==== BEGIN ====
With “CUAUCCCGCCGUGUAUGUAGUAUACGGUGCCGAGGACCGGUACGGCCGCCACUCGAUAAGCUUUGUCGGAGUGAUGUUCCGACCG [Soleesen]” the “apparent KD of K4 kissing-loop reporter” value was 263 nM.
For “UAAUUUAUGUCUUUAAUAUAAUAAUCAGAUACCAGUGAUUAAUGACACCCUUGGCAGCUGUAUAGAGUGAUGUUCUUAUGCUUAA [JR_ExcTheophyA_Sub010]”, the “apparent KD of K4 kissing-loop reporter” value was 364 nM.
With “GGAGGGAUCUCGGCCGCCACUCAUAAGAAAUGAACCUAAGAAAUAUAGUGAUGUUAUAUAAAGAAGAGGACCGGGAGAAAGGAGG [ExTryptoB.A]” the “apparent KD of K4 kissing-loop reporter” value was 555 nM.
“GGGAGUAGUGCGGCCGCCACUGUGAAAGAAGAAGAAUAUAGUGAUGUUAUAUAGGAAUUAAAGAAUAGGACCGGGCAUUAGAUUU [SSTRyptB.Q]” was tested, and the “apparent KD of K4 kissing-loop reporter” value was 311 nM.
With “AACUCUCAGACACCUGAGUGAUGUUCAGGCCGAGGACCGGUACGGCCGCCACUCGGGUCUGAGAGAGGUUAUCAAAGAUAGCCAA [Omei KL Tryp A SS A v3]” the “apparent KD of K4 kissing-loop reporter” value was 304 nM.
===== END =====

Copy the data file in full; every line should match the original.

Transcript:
With “CUAUCCCGCCGUGUAUGUAGUAUACGGUGCCGAGGACCGGUACGGCCGCCACUCGAUAAGCUUUGUCGGAGUGAUGUUCCGACCG [Soleesen]” the “apparent KD of K4 kissing-loop reporter” value was 263 nM.
For “UAAUUUAUGUCUUUAAUAUAAUAAUCAGAUACCAGUGAUUAAUGACACCCUUGGCAGCUGUAUAGAGUGAUGUUCUUAUGCUUAA [JR_ExcTheophyA_Sub010]”, the “apparent KD of K4 kissing-loop reporter” value was 364 nM.
With “GGAGGGAUCUCGGCCGCCACUCAUAAGAAAUGAACCUAAGAAAUAUAGUGAUGUUAUAUAAAGAAGAGGACCGGGAGAAAGGAGG [ExTryptoB.A]” the “apparent KD of K4 kissing-loop reporter” value was 555 nM.
“GGGAGUAGUGCGGCCGCCACUGUGAAAGAAGAAGAAUAUAGUGAUGUUAUAUAGGAAUUAAAGAAUAGGACCGGGCAUUAGAUUU [SSTRyptB.Q]” was tested, and the “apparent KD of K4 kissing-loop reporter” value was 311 nM.
With “AACUCUCAGACACCUGAGUGAUGUUCAGGCCGAGGACCGGUACGGCCGCCACUCGGGUCUGAGAGAGGUUAUCAAAGAUAGCCAA [Omei KL Tryp A SS A v3]” the “apparent KD of K4 kissing-loop reporter” value was 304 nM.